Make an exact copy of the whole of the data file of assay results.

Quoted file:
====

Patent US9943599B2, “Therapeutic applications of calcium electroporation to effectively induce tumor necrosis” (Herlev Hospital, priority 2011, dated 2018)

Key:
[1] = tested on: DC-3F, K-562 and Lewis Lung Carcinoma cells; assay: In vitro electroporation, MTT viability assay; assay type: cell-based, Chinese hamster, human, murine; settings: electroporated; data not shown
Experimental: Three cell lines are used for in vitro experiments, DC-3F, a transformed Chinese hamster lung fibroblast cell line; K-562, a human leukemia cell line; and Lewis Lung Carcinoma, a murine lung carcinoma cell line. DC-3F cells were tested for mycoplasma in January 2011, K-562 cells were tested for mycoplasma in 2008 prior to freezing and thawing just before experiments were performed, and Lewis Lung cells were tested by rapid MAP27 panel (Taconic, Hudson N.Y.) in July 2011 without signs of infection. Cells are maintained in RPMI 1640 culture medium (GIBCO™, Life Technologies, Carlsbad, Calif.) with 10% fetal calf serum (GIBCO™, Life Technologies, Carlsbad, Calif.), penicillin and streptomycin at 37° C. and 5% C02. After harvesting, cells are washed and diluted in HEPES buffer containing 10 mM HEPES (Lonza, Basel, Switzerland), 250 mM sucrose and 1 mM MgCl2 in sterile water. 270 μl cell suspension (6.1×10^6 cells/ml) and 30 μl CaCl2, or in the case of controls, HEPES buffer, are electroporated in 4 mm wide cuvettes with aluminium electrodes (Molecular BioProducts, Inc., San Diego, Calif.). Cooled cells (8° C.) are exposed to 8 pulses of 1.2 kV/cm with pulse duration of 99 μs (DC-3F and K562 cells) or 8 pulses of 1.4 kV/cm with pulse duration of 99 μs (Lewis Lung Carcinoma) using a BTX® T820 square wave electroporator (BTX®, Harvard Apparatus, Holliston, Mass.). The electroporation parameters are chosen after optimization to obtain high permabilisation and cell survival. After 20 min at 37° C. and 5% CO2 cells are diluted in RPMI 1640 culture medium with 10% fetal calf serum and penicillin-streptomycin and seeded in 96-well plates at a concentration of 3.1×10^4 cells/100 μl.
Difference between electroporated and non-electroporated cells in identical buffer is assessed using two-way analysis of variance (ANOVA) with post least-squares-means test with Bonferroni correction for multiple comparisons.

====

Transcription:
Patent US9943599B2, “Therapeutic applications of calcium electroporation to effectively induce tumor necrosis” (Herlev Hospital, priority 2011, dated 2018)

Key:
[1] = tested on: DC-3F, K-562 and Lewis Lung Carcinoma cells; assay: In vitro electroporation, MTT viability assay; assay type: cell-based, Chinese hamster, human, murine; settings: electroporated; data not shown
Experimental: Three cell lines are used for in vitro experiments, DC-3F, a transformed Chinese hamster lung fibroblast cell line; K-562, a human leukemia cell line; and Lewis Lung Carcinoma, a murine lung carcinoma cell line. DC-3F cells were tested for mycoplasma in January 2011, K-562 cells were tested for mycoplasma in 2008 prior to freezing and thawing just before experiments were performed, and Lewis Lung cells were tested by rapid MAP27 panel (Taconic, Hudson N.Y.) in July 2011 without signs of infection. Cells are maintained in RPMI 1640 culture medium (GIBCO™, Life Technologies, Carlsbad, Calif.) with 10% fetal calf serum (GIBCO™, Life Technologies, Carlsbad, Calif.), penicillin and streptomycin at 37° C. and 5% C02. After harvesting, cells are washed and diluted in HEPES buffer containing 10 mM HEPES (Lonza, Basel, Switzerland), 250 mM sucrose and 1 mM MgCl2 in sterile water. 270 μl cell suspension (6.1×10^6 cells/ml) and 30 μl CaCl2, or in the case of controls, HEPES buffer, are electroporated in 4 mm wide cuvettes with aluminium electrodes (Molecular BioProducts, Inc., San Diego, Calif.). Cooled cells (8° C.) are exposed to 8 pulses of 1.2 kV/cm with pulse duration of 99 μs (DC-3F and K562 cells) or 8 pulses of 1.4 kV/cm with pulse duration of 99 μs (Lewis Lung Carcinoma) using a BTX® T820 square wave electroporator (BTX®, Harvard Apparatus, Holliston, Mass.). The electroporation parameters are chosen after optimization to obtain high permabilisation and cell survival. After 20 min at 37° C. and 5% CO2 cells are diluted in RPMI 1640 culture medium with 10% fetal calf serum and penicillin-streptomycin and seeded in 96-well plates at a concentration of 3.1×10^4 cells/100 μl.
Difference between electroporated and non-electroporated cells in identical buffer is assessed using two-way analysis of variance (ANOVA) with post least-squares-means test with Bonferroni correction for multiple comparisons.